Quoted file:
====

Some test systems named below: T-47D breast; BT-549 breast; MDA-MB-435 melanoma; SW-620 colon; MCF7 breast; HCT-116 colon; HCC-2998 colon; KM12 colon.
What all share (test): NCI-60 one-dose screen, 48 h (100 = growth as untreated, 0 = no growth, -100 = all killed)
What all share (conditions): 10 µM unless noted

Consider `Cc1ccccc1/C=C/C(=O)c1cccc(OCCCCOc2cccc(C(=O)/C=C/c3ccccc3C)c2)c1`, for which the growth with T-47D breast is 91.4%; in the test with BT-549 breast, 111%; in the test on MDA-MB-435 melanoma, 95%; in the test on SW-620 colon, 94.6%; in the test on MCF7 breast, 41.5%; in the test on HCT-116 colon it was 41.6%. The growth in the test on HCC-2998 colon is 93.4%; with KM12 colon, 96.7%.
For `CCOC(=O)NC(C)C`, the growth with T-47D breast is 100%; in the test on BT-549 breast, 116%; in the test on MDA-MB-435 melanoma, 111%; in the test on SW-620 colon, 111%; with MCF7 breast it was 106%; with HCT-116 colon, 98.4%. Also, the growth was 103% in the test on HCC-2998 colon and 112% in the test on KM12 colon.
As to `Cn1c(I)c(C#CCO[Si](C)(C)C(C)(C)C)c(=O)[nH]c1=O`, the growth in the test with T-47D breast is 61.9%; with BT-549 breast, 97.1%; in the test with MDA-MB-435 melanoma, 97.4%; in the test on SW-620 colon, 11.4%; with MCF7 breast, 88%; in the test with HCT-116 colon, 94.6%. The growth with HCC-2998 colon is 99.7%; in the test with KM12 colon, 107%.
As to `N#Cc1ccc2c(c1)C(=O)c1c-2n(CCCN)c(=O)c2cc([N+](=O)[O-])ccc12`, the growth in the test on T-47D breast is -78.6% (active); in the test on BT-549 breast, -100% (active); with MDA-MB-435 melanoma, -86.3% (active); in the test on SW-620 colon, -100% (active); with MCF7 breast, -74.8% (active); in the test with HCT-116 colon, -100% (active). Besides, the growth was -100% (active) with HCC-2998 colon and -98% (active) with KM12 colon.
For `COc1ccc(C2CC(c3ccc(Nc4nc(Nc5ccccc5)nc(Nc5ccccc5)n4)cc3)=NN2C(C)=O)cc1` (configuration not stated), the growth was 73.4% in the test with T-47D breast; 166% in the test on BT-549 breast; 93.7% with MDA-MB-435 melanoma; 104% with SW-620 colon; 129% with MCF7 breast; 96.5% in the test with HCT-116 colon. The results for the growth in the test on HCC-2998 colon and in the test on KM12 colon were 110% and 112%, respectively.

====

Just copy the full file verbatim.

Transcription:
Some test systems named below: T-47D breast; BT-549 breast; MDA-MB-435 melanoma; SW-620 colon; MCF7 breast; HCT-116 colon; HCC-2998 colon; KM12 colon.
What all share (test): NCI-60 one-dose screen, 48 h (100 = growth as untreated, 0 = no growth, -100 = all killed)
What all share (conditions): 10 µM unless noted

Consider `Cc1ccccc1/C=C/C(=O)c1cccc(OCCCCOc2cccc(C(=O)/C=C/c3ccccc3C)c2)c1`, for which the growth with T-47D breast is 91.4%; in the test with BT-549 breast, 111%; in the test on MDA-MB-435 melanoma, 95%; in the test on SW-620 colon, 94.6%; in the test on MCF7 breast, 41.5%; in the test on HCT-116 colon it was 41.6%. The growth in the test on HCC-2998 colon is 93.4%; with KM12 colon, 96.7%.
For `CCOC(=O)NC(C)C`, the growth with T-47D breast is 100%; in the test on BT-549 breast, 116%; in the test on MDA-MB-435 melanoma, 111%; in the test on SW-620 colon, 111%; with MCF7 breast it was 106%; with HCT-116 colon, 98.4%. Also, the growth was 103% in the test on HCC-2998 colon and 112% in the test on KM12 colon.
As to `Cn1c(I)c(C#CCO[Si](C)(C)C(C)(C)C)c(=O)[nH]c1=O`, the growth in the test with T-47D breast is 61.9%; with BT-549 breast, 97.1%; in the test with MDA-MB-435 melanoma, 97.4%; in the test on SW-620 colon, 11.4%; with MCF7 breast, 88%; in the test with HCT-116 colon, 94.6%. The growth with HCC-2998 colon is 99.7%; in the test with KM12 colon, 107%.
As to `N#Cc1ccc2c(c1)C(=O)c1c-2n(CCCN)c(=O)c2cc([N+](=O)[O-])ccc12`, the growth in the test on T-47D breast is -78.6% (active); in the test on BT-549 breast, -100% (active); with MDA-MB-435 melanoma, -86.3% (active); in the test on SW-620 colon, -100% (active); with MCF7 breast, -74.8% (active); in the test with HCT-116 colon, -100% (active). Besides, the growth was -100% (active) with HCC-2998 colon and -98% (active) with KM12 colon.
For `COc1ccc(C2CC(c3ccc(Nc4nc(Nc5ccccc5)nc(Nc5ccccc5)n4)cc3)=NN2C(C)=O)cc1` (configuration not stated), the growth was 73.4% in the test with T-47D breast; 166% in the test on BT-549 breast; 93.7% with MDA-MB-435 melanoma; 104% with SW-620 colon; 129% with MCF7 breast; 96.5% in the test with HCT-116 colon. The results for the growth in the test on HCC-2998 colon and in the test on KM12 colon were 110% and 112%, respectively.